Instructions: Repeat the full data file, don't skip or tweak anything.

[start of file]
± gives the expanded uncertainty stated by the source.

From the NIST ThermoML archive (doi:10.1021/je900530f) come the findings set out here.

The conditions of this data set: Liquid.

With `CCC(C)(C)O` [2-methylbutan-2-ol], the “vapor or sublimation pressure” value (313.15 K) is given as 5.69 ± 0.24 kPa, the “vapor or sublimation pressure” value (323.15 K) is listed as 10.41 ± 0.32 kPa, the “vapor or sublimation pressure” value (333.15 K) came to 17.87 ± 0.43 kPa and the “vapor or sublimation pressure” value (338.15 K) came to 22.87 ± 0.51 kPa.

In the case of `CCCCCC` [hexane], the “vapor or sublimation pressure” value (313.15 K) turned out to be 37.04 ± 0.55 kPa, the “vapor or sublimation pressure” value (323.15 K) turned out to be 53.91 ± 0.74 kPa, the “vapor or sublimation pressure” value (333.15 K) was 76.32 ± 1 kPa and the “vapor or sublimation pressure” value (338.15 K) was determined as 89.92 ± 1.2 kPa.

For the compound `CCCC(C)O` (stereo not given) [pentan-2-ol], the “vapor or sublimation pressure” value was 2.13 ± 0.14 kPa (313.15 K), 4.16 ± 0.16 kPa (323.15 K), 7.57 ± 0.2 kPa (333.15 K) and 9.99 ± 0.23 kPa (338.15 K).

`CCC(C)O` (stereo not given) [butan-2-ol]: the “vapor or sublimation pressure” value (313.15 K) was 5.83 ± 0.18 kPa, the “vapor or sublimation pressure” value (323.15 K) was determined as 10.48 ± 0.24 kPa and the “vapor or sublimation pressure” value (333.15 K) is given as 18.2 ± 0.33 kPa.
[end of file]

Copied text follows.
± gives the expanded uncertainty stated by the source.

From the NIST ThermoML archive (doi:10.1021/je900530f) come the findings set out here.

The conditions of this data set: Liquid.

With `CCC(C)(C)O` [2-methylbutan-2-ol], the “vapor or sublimation pressure” value (313.15 K) is given as 5.69 ± 0.24 kPa, the “vapor or sublimation pressure” value (323.15 K) is listed as 10.41 ± 0.32 kPa, the “vapor or sublimation pressure” value (333.15 K) came to 17.87 ± 0.43 kPa and the “vapor or sublimation pressure” value (338.15 K) came to 22.87 ± 0.51 kPa.

In the case of `CCCCCC` [hexane], the “vapor or sublimation pressure” value (313.15 K) turned out to be 37.04 ± 0.55 kPa, the “vapor or sublimation pressure” value (323.15 K) turned out to be 53.91 ± 0.74 kPa, the “vapor or sublimation pressure” value (333.15 K) was 76.32 ± 1 kPa and the “vapor or sublimation pressure” value (338.15 K) was determined as 89.92 ± 1.2 kPa.

For the compound `CCCC(C)O` (stereo not given) [pentan-2-ol], the “vapor or sublimation pressure” value was 2.13 ± 0.14 kPa (313.15 K), 4.16 ± 0.16 kPa (323.15 K), 7.57 ± 0.2 kPa (333.15 K) and 9.99 ± 0.23 kPa (338.15 K).

`CCC(C)O` (stereo not given) [butan-2-ol]: the “vapor or sublimation pressure” value (313.15 K) was 5.83 ± 0.18 kPa, the “vapor or sublimation pressure” value (323.15 K) was determined as 10.48 ± 0.24 kPa and the “vapor or sublimation pressure” value (333.15 K) is given as 18.2 ± 0.33 kPa.